Let’s look at that “status quo” that our new rulers want us to maintain under the cover of flag and country and the well-being of “all the people.” How is that proposed set of flag-covered policies essentially different from those of King George’s edicts and the Acts of Parliament in those days that guaranteed that colonial America’s businesses could not compete in manufacturing, shipping and commerce generally – when the king’s businesses were subsidized and while ours were heavily taxed and with such tax booty removed to our subsidized competitors in London rather than staying in the “colonies” for building much-needed improvements such as roads and other infrastructure? It isn’t different. Only the cast of characters has been changed.
The dominant corporate and banking culture in our society is skimming the froth off world-wide and what is left of domestic investments and commerce these days while the rest of us (if we have a job) are seeing family median wages stagnate or even fall year to year. The Dow zooms, but so do bankruptcies among ordinary Americans, a strong indication (among many others too numerous to enumerate) that new wealth is not being shared with all of those who made it happen. All of us are aware of the old adage that the rich get richer and the poor get poorer, but to have that failure in economic theory condoned by government and reduced to policy by those who profit from such lopsided treatment of ordinary Americans by corporate and Wall Street tycoons is too much to bear. Evidence? When Mitt Romney pays taxes at a lesser rate on 21.7 million dollars in a given year than the people who trim the hedges on his estates, something (in words of the street) is bad wrong. How can that be policy? Easy answer – it’s policy by purchase. Reread the Vanderbilt-Senator Depew story in Part II of this essay.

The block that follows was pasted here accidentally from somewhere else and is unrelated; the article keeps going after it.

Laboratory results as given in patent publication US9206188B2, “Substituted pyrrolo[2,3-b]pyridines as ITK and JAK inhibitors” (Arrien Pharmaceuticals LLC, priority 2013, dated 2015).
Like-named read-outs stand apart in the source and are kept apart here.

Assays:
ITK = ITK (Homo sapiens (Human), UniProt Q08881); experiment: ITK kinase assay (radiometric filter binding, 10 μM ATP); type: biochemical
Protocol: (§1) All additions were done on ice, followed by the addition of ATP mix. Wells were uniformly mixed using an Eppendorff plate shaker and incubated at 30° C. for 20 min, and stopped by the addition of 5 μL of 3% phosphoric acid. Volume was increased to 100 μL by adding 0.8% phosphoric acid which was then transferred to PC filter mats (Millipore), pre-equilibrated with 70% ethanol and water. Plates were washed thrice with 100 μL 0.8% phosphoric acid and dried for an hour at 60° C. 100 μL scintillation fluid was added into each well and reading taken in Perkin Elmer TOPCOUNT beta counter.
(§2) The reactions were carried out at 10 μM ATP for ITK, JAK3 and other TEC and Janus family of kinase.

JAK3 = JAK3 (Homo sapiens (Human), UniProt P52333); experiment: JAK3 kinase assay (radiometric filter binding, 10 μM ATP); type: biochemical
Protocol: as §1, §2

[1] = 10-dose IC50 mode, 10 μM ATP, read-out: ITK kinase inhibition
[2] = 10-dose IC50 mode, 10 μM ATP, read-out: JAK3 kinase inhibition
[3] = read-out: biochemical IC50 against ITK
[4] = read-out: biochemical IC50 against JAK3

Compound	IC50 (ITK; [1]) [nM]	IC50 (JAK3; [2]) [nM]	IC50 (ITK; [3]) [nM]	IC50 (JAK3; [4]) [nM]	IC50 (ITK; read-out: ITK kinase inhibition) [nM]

We are supposed to be placated by understanding that our economy has its ups and downs via “business cycles” and that we must be patient – that prosperity and employment and all of these other good economic things are just around the corner and will happen in due course. That may have had some validity in times gone past when such cycles were well documented, but I think that with globalization we have removed ourselves from that old standby alibi and that our problem is now systemic. That old diagnosis spoke to relatively closed economies, not the open ones of today.